Mine in Norway Saves $1 Million Each Year with MDX Pump
The operators of an iron ore mine in Norway were facing a dilemma. They had been dealing with a slurry pump that had a short wear life, requiring replacement of its wet-end parts every 350 hours. After the crew switched out the rubber parts out for a high-chrome impeller, the wear life increased — to about 450 hours. But the situation still required frequent downtime and maintenance routines.
The mine operators began to search for productivity and operational improvements with a pump engineered for their environment and their specific application.
KSB engineers pay a visit
The manufacturer of the mine’s pump didn’t provide any support or offer alternatives to improve the pump’s wear life, so the mine kept limping along for quite some time. KSB engineer Trond Lund saw what they were dealing with: “Quite a hassle with this pump, and they ran it like this for three years.”
KSB went into the mine in mid-2012. Lund and others from the KSB team received a tour of the facilities, and they took the time to learn about all of the operations. It’s impossible to make a solid recommendation without knowing details about the operation, the elevations, the production side, and other critical factors, explains Lund.
“The door opened when we got there,” he says.
After gathering detailed information, the team was able to estimate wear life and offer advice and recommendations. Finally, with the installation of a GIW MDX pump, the efficiency at the mine soared.
The iron ore mine
Located more than 900 miles northeast of Oslo, the iron ore mine has been a part of the local economy since 1910. From its opening until 1997, the mine produced about 200 million tons of iron concentrate. When the prices of iron plummeted in the 1990s, the mine closed its doors, but reopened in 2008.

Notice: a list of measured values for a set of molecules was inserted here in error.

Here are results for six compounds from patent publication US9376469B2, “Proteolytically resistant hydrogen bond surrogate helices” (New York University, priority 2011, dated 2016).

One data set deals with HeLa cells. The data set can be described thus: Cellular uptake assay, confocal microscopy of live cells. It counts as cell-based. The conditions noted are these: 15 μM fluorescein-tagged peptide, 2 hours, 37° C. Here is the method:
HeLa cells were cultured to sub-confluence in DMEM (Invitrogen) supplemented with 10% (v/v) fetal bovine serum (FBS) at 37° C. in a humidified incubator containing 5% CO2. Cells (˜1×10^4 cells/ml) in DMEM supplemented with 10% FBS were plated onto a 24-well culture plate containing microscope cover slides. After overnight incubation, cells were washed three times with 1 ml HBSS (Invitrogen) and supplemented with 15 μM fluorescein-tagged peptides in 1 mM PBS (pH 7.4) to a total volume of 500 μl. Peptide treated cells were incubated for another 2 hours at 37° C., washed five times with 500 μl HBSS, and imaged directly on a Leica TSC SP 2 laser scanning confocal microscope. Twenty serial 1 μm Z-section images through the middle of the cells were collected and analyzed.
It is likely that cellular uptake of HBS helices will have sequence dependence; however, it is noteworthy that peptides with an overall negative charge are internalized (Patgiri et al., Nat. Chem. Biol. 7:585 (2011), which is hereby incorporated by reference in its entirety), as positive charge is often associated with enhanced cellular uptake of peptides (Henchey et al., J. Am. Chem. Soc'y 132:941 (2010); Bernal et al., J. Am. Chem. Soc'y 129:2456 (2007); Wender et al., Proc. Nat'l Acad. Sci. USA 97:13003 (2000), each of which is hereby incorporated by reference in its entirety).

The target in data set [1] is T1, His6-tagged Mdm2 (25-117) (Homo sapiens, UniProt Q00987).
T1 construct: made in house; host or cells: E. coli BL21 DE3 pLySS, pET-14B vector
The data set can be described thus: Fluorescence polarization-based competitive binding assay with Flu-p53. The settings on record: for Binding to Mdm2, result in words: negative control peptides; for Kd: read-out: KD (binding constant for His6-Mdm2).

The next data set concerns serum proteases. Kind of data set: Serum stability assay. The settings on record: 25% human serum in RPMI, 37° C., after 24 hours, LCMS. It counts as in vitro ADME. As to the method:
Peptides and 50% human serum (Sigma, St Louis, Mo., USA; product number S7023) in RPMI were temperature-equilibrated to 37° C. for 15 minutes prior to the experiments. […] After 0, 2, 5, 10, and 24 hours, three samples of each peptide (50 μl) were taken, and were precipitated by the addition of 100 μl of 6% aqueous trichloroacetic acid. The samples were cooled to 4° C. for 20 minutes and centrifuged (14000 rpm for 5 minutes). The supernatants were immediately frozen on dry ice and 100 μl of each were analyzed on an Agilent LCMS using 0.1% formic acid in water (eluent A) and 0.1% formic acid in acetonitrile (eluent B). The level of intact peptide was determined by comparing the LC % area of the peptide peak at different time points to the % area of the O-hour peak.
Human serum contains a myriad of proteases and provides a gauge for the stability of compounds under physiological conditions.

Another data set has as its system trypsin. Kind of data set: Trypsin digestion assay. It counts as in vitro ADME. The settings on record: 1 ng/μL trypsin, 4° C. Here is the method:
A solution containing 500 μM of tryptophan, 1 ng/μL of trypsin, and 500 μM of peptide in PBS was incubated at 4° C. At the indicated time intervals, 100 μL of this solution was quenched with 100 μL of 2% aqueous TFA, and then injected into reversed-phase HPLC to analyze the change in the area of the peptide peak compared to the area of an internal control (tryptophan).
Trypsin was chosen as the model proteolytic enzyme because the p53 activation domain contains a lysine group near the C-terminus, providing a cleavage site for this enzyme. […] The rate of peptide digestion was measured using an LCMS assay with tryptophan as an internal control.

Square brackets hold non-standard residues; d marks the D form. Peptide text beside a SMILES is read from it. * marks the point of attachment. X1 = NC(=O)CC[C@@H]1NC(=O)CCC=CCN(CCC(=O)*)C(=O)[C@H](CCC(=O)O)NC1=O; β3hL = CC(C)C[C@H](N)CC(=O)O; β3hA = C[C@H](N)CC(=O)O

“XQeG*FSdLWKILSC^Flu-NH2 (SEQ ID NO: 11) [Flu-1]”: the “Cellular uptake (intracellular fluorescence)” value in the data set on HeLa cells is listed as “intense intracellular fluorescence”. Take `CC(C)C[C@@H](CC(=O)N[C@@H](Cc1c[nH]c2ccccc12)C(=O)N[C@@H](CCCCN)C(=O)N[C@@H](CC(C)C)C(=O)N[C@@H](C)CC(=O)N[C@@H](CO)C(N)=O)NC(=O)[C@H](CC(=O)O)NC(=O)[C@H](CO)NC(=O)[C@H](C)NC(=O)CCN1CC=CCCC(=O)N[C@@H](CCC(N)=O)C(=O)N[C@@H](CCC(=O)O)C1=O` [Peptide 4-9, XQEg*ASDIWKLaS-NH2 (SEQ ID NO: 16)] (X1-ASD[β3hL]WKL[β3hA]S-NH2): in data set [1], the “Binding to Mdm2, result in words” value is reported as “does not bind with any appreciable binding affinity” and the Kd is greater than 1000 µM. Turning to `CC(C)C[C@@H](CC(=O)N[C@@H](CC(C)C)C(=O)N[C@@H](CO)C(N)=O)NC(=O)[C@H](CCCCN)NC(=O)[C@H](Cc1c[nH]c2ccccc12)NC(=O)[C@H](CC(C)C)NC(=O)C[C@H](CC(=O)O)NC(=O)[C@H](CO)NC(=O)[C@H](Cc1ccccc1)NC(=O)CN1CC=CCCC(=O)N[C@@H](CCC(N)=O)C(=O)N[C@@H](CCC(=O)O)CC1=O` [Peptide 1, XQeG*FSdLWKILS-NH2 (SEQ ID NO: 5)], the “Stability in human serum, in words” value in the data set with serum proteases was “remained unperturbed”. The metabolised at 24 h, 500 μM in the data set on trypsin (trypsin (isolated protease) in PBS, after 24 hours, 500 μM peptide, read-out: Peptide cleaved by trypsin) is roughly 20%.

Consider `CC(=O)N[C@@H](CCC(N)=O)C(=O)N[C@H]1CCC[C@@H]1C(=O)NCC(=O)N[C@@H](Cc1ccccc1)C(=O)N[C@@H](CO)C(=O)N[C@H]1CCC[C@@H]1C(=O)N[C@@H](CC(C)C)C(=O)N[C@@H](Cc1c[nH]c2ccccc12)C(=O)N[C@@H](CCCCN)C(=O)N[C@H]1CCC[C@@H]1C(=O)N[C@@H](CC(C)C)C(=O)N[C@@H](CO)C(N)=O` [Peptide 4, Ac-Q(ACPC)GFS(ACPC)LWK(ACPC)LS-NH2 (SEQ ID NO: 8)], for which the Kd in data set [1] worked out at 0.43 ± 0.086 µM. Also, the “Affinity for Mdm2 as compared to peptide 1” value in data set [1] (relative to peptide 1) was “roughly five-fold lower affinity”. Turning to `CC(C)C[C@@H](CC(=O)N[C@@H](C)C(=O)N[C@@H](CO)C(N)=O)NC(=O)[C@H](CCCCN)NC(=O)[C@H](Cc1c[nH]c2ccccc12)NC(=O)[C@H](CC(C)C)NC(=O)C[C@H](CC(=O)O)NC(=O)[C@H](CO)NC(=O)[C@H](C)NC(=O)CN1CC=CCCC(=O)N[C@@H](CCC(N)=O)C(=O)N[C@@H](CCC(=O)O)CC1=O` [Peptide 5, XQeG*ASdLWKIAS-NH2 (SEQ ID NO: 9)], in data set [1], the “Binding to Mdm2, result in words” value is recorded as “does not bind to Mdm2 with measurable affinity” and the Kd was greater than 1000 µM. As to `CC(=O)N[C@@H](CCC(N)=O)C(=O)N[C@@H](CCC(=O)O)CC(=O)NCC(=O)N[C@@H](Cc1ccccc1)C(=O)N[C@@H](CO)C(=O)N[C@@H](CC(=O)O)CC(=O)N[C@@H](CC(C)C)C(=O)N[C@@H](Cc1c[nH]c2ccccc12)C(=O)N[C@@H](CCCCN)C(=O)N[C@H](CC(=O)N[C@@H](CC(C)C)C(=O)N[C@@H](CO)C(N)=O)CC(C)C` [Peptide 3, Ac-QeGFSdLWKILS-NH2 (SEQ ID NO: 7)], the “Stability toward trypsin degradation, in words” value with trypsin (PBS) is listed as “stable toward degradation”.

Obviously, a mine with this longevity and production is a huge operation. Three open pits supply the ore that is processed in several different steps. After it’s extracted, the ore is taken to the primary crusher located nearby. Then the magnetite rock is separated from the waste and travels by rail to the concentrator. The mine sits some five miles away from the concentrator in town, so it owns and operates its own railway to transport the crushed ore. Both the train and the rest of the mine operate year-round.
Once the train full of crushed ore arrives in Kirkenes, it is dropped into silos and then sent through secondary and tertiary crushing. The finer rock is now ready to go through the primary mill. This is the point where the mine relies on a heavy-duty slurry pump to finish the processing; they push through 800 tons of solids per hour.
The GIW MDX pump increased the efficiency of the operation tenfold after it was installed. The previous wear life of 450 hours immediately grew to 4,900 hours. A primary reason for this dramatic improvement is that the MDX pump is constructed of GIW’s proprietary Gasite® white iron, which resists abrasion without requiring added thickness. Thus, the MDX pump has a large passage through the impeller that allows large objects as well as heavy volume to flow through. The all-metal MDX pump doesn’t have any rubber parts to come loose and cause problems down the line.
“Efficiency of our pump is much higher. Power consumption is much lower. Our pump is pushing 2,200-2,400 cubic meters through the pump per hour,” says Lund.
With the increased production and decreased power needs of the MDX pump, the mine expects to save $1 million per year.
KSB plans to continue its relationship with the iron ore mine. Upgrades of other pumps may be in order, but the most important part is to maintain the MDX pump that was recently installed. With proper service and maintenance, both the pump and the relationship should last a lifetime.